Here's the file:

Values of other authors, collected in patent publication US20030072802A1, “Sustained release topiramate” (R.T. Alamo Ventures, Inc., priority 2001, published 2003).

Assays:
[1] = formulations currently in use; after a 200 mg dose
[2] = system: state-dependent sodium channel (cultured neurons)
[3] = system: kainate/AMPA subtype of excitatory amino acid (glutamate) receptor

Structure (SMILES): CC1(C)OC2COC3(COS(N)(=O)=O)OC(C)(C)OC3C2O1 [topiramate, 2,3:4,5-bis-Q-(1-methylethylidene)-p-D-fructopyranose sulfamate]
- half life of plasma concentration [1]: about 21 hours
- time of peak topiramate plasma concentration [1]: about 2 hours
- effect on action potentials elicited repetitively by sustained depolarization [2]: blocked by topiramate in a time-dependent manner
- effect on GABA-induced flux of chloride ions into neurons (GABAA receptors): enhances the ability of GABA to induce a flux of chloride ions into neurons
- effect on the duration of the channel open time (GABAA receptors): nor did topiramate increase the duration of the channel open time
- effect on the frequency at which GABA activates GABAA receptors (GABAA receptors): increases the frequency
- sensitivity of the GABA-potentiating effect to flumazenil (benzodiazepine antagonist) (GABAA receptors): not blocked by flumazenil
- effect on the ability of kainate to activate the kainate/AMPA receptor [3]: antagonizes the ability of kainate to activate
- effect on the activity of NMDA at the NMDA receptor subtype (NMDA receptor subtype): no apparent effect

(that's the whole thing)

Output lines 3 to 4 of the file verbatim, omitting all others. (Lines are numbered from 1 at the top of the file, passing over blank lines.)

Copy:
[1] = formulations currently in use; after a 200 mg dose
[2] = system: state-dependent sodium channel (cultured neurons)